Another King James Bible Believer


1 Corinthians 10:25 "whatsoever is sold in the SHAMBLES, that eat"

1 Corinthians 10:25 - “whatsoever is sold in the SHAMBLES”


1 Corinthians 10:25 KJB - “Whatsoever is sold in THE SHAMBLES, that eat, asking no question for conscience sake”


Some bible critics mock at some of the “archaic” words found in our beloved King James Bible and tell us we need to update the language and make it more understandable to modern ears.  I understand their point of view, but they usually have an agenda that goes far beyond “updating” a few archaic or unfamiliar words in the King James Bible.  


Most of these people also tell us that the KJB is based on the wrong Greek and Hebrew texts, and that it is poorly translated in many places and that we need a very different bible version today. Instead of believing that God has actually worked in history to give us a complete and inerrant Bible, they think we need a group of scholars to keep working at it in the hopes that eventually we might eventually end up with some kind of a “ballpark, probably close enough” version of what God might have said.  


But as time goes on, we find that they “bible” versions they keep coming up with are getting worse in many ways because they reject many of the Hebrew readings, add to them, and have removed about 3000 words from the Reformation Bible texts, and have created numerous theological errors because of the way they have translated what texts they DO agree on. And fewer and fewer people actually READ these new versions, let alone study them or take them very seriously.


So what is the biblical pattern for what the Bible believer should do when he runs across a word he may not be familiar with?  We see it in the book of 1 Samuel chapter nine verses 9 through 11.  Here we read: 


(Beforetime in Israel, when a man went to enquire of God, thus he spake, Come, and let us go to the seer: for he that is now called a Prophet was beforetime called a Seer.)


10 Then said Saul to his servant, Well said; come, let us go. So they went unto the city where the man of God was.


11 And as they went up the hill to the city, they found young maidens going out to draw water, and said unto them, Is the seer here?


Notice that the unfamiliar word “seer” is first defined for us, telling us what the word means. Then, instead of abandoning this unfamiliar word, they continue to use it - “Is the SEER here?”


The modern versions have many words in them that most people do not know what they mean. Take The NKJV, NIV Vocabulary Test and see how you do.

The "Old fashioned language" of the King James Bible 


So, what about this perhaps unfamiliar to many word “shambles”?  Let’s go ahead and find out what it means, if you don’t know.  Actually, those who criticize this word and others like it, already know what the word means.  They just prefer to change it, as though others are not smart enough or just too lazy to find out what it means on their own.




Webster’s Dictionary 1828 - 1. The place where butcher's meat is sold; a flesh-market.


Dictionary.Com noun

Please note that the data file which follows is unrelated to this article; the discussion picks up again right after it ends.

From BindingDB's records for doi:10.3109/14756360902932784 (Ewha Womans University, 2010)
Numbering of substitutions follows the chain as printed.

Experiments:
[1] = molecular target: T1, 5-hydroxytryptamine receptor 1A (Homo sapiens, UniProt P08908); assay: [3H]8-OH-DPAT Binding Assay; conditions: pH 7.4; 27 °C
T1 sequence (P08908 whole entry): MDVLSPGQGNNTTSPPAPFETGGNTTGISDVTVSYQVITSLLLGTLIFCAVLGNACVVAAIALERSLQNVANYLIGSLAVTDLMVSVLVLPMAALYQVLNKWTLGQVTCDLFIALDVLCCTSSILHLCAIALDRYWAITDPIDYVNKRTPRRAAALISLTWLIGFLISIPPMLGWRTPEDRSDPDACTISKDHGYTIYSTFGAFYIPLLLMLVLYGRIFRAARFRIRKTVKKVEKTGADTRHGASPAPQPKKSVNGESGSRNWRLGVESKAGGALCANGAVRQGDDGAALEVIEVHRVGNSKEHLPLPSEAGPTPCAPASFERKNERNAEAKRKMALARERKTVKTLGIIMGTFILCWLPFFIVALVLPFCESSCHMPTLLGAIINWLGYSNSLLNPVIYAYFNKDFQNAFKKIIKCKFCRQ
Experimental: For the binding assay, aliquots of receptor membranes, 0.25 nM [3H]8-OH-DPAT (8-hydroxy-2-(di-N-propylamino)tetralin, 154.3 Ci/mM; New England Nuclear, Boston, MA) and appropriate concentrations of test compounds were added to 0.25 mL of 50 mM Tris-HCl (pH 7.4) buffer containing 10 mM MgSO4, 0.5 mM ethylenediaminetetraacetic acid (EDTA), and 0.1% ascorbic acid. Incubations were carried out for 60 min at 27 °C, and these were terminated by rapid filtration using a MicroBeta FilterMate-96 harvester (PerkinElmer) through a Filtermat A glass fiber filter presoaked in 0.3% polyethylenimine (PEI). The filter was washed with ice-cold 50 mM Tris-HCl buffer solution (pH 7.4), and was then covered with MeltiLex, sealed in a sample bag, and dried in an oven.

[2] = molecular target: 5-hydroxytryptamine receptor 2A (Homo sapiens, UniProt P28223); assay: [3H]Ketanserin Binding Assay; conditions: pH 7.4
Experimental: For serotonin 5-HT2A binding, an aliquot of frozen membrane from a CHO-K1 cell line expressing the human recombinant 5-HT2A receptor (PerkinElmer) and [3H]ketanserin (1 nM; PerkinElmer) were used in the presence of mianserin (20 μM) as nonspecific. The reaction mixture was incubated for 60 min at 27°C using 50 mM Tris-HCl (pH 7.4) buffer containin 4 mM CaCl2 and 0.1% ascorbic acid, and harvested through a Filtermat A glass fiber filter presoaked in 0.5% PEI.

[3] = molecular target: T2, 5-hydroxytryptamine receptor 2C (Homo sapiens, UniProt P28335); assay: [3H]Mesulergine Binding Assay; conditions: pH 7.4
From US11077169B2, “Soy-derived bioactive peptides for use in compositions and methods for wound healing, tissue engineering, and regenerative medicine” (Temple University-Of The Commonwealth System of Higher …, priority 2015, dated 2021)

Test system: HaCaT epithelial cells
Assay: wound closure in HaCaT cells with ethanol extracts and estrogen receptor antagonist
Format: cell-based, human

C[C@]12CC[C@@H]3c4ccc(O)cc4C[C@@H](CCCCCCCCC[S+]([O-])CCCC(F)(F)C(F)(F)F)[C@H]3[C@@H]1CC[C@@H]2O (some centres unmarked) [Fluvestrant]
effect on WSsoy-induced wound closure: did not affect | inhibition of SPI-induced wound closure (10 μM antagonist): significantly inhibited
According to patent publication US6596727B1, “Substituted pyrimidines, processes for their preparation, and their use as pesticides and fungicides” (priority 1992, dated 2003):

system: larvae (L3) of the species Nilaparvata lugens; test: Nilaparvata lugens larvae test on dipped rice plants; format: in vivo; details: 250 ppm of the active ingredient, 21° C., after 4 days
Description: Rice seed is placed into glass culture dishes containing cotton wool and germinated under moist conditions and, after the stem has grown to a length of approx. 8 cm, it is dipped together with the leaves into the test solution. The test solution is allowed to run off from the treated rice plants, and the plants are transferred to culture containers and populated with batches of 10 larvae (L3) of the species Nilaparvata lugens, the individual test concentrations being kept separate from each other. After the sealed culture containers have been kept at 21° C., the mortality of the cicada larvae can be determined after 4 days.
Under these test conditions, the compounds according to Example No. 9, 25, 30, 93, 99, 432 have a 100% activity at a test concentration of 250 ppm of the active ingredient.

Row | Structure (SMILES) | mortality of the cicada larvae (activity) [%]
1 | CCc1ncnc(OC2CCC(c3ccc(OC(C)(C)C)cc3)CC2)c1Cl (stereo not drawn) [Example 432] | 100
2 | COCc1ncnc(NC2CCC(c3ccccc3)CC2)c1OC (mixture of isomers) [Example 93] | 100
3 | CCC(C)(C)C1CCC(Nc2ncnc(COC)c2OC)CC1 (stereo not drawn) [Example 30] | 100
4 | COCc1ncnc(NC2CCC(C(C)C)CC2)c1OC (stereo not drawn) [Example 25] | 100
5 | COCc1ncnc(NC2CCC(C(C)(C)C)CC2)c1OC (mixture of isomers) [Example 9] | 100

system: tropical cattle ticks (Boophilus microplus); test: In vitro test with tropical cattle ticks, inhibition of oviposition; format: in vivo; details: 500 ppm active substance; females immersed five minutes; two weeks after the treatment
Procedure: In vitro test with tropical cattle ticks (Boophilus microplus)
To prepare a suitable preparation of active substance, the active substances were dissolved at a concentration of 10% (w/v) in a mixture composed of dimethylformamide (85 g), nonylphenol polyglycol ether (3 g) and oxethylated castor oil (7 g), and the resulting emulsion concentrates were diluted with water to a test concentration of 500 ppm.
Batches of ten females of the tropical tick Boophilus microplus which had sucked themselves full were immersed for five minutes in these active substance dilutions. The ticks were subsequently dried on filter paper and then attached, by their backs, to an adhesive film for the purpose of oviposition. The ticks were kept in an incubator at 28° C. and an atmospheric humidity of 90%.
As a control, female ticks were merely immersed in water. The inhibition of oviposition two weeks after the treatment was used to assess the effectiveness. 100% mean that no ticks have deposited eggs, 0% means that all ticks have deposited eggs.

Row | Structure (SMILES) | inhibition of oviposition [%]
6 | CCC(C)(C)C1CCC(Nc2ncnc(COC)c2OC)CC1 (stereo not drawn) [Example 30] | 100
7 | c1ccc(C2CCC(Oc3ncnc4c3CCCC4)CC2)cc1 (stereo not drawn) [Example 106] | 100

shambles, (used with a singular or plural verb)

  2. any place of carnage.
  3. any scene of destruction: to turn cities into shambles.
  4. any scene, place, or thing in disorder: Her desk is a shambles.




Collins English Dictionary




Definitions - noun (functioning as singular or plural)


1. a place of great disorder = the room was a shambles after the party




3. any place of slaughter or carnage


4. (British dialect) a row of covered stalls or shops where goods, originally meat, are sold


“sold in THE SHAMBLES”


Not only does the King James Bible use the phrase - “whatsoever is sold in the shambles, that eat” but so do the following Bible translations - the Geneva Bible 1587, the Beza N.T. 1599, The Bill Bible 1671,  the Daniel Mace N.T. 1729, Whiston’s N.T. 1745, John Wesley Version 1755, Worsley Version 1770, the Thomas Haweis N.T. 1795, the Clarke N.T. 1795, the Thomson Bible 1808, The Revised Translation 1815,  Webster’s Bible 1833, there Dickenson N.T. 1833, the Living Oracles 1835, The Pickering N.T. 1840, the Longman Version 1841, The Morgan N.T. 1848, the Etheridge Translation 1849, The Hewett N.T.1850, The Commonly Received Version 1851, The Boothroyd Bible 1853, The Revised N.T.1862, The Alford New Testament 1870, The Revised Version 1885,  Darby’s Version 1890, Douay-Rheims American Edition 1899, the American Standard Version 1901, The Corrected English N.T. 1905, The Clarke N.T. 1913, The Word of Yah 1993, The Tomson New Testament 2002,  The Sacred Scriptures Family of Yah 2001, The Evidence Bible 2003 (Ray Comfort), The Revised Geneva Bible 2005, the Bond Slave Version 2009, The Hebraic Transliteration Scripture 2010 - “whatsoever is sold IN THE SHAMBLES”, The Work of God’s Children Illustrated Bible 2011, and The Revised Douay-Rheims Bible 2012 - “whatsoever is sold IN THE SHAMBLES, eat”.


Other translations


Wycliffe Bible 1395 - “seld in the BOCHERIE” (modern spelling - “sold in the BUTCHERY”)


Coverdale 1535, The Great Bible 1540 - “sold in the FLESHMARKET”


Tyndale 1534, Matthew’s Bible 1549, the Bishops’ Bible 1568 - “sold in THE MARKET”


Young’s 1898 - “sold in THE MEAT MARKET”  


New Life Version 1969 - “sold in THE STORES” 


World English Bible 2000 - “sold in the BUTCHER SHOP”  


Conservative Bible 2011 - “sold in THE PUBLIC MARKETPLACE”


The King James Bible reading of “whatsoever is sold IN THE SHAMBLES, eat” is perfectly accurate and not even “archaic”.  There are at least 8 different Bible versions from the 21st Century that still use the word.


All of grace, believing the Book - the King James Holy Bible.


Will Kinney


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